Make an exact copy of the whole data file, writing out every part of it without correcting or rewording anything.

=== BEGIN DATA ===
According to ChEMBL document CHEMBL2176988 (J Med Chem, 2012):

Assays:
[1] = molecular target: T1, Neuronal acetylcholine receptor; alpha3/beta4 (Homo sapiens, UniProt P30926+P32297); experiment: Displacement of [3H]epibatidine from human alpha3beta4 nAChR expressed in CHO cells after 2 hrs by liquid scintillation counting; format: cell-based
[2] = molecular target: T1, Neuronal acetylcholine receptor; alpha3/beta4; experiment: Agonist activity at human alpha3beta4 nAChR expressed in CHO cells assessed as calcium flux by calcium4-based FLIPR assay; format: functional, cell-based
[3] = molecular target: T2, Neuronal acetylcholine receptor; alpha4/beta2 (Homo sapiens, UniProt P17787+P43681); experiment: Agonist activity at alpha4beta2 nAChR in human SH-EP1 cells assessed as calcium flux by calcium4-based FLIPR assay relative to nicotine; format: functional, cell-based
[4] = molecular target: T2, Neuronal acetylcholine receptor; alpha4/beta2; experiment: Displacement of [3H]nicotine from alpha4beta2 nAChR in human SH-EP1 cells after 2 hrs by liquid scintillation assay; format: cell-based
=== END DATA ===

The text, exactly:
According to ChEMBL document CHEMBL2176988 (J Med Chem, 2012):

Assays:
[1] = molecular target: T1, Neuronal acetylcholine receptor; alpha3/beta4 (Homo sapiens, UniProt P30926+P32297); experiment: Displacement of [3H]epibatidine from human alpha3beta4 nAChR expressed in CHO cells after 2 hrs by liquid scintillation counting; format: cell-based
[2] = molecular target: T1, Neuronal acetylcholine receptor; alpha3/beta4; experiment: Agonist activity at human alpha3beta4 nAChR expressed in CHO cells assessed as calcium flux by calcium4-based FLIPR assay; format: functional, cell-based
[3] = molecular target: T2, Neuronal acetylcholine receptor; alpha4/beta2 (Homo sapiens, UniProt P17787+P43681); experiment: Agonist activity at alpha4beta2 nAChR in human SH-EP1 cells assessed as calcium flux by calcium4-based FLIPR assay relative to nicotine; format: functional, cell-based
[4] = molecular target: T2, Neuronal acetylcholine receptor; alpha4/beta2; experiment: Displacement of [3H]nicotine from alpha4beta2 nAChR in human SH-EP1 cells after 2 hrs by liquid scintillation assay; format: cell-based